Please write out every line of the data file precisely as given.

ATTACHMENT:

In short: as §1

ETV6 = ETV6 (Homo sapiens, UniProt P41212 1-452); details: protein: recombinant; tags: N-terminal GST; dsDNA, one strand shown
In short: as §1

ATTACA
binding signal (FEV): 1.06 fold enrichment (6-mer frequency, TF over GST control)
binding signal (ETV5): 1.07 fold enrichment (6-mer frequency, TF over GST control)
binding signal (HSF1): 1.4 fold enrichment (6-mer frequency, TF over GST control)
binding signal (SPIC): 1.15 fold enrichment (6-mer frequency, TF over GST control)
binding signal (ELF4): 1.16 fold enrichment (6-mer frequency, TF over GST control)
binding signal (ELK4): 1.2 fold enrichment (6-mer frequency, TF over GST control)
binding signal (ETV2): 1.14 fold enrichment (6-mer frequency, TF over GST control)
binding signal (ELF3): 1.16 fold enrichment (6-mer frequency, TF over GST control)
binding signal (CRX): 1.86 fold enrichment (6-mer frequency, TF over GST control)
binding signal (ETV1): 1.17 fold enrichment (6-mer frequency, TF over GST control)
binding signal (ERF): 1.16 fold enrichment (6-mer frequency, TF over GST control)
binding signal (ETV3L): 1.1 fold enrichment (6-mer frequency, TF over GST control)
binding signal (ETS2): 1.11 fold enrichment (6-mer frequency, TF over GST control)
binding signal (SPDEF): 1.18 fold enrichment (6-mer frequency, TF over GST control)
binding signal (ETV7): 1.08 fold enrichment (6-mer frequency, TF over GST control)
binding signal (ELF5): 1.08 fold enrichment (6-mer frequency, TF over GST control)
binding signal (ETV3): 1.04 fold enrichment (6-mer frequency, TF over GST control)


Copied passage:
In short: as §1

ETV6 = ETV6 (Homo sapiens, UniProt P41212 1-452); details: protein: recombinant; tags: N-terminal GST; dsDNA, one strand shown
In short: as §1

ATTACA
binding signal (FEV): 1.06 fold enrichment (6-mer frequency, TF over GST control)
binding signal (ETV5): 1.07 fold enrichment (6-mer frequency, TF over GST control)
binding signal (HSF1): 1.4 fold enrichment (6-mer frequency, TF over GST control)
binding signal (SPIC): 1.15 fold enrichment (6-mer frequency, TF over GST control)
binding signal (ELF4): 1.16 fold enrichment (6-mer frequency, TF over GST control)
binding signal (ELK4): 1.2 fold enrichment (6-mer frequency, TF over GST control)
binding signal (ETV2): 1.14 fold enrichment (6-mer frequency, TF over GST control)
binding signal (ELF3): 1.16 fold enrichment (6-mer frequency, TF over GST control)
binding signal (CRX): 1.86 fold enrichment (6-mer frequency, TF over GST control)
binding signal (ETV1): 1.17 fold enrichment (6-mer frequency, TF over GST control)
binding signal (ERF): 1.16 fold enrichment (6-mer frequency, TF over GST control)
binding signal (ETV3L): 1.1 fold enrichment (6-mer frequency, TF over GST control)
binding signal (ETS2): 1.11 fold enrichment (6-mer frequency, TF over GST control)
binding signal (SPDEF): 1.18 fold enrichment (6-mer frequency, TF over GST control)
binding signal (ETV7): 1.08 fold enrichment (6-mer frequency, TF over GST control)
binding signal (ELF5): 1.08 fold enrichment (6-mer frequency, TF over GST control)
binding signal (ETV3): 1.04 fold enrichment (6-mer frequency, TF over GST control)